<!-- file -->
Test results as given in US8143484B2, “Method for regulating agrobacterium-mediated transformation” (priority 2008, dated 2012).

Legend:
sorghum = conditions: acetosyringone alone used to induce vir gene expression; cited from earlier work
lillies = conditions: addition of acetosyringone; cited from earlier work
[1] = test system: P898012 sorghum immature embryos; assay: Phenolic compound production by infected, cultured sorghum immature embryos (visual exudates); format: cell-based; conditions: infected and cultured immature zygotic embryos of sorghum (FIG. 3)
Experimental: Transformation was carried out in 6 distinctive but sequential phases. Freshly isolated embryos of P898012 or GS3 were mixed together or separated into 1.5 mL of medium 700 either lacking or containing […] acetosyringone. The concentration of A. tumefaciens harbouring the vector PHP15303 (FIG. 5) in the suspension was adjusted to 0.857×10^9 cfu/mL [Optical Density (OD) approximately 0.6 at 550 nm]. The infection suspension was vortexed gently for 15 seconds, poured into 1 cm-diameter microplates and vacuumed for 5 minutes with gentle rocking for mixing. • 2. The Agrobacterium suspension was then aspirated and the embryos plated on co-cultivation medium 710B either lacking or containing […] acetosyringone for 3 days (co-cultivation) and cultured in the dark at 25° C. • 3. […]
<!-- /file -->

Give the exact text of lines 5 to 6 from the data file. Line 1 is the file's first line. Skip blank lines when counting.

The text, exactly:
[1] = test system: P898012 sorghum immature embryos; assay: Phenolic compound production by infected, cultured sorghum immature embryos (visual exudates); format: cell-based; conditions: infected and cultured immature zygotic embryos of sorghum (FIG. 3)
Experimental: Transformation was carried out in 6 distinctive but sequential phases. Freshly isolated embryos of P898012 or GS3 were mixed together or separated into 1.5 mL of medium 700 either lacking or containing […] acetosyringone. The concentration of A. tumefaciens harbouring the vector PHP15303 (FIG. 5) in the suspension was adjusted to 0.857×10^9 cfu/mL [Optical Density (OD) approximately 0.6 at 550 nm]. The infection suspension was vortexed gently for 15 seconds, poured into 1 cm-diameter microplates and vacuumed for 5 minutes with gentle rocking for mixing. • 2. The Agrobacterium suspension was then aspirated and the embryos plated on co-cultivation medium 710B either lacking or containing […] acetosyringone for 3 days (co-cultivation) and cultured in the dark at 25° C. • 3. […]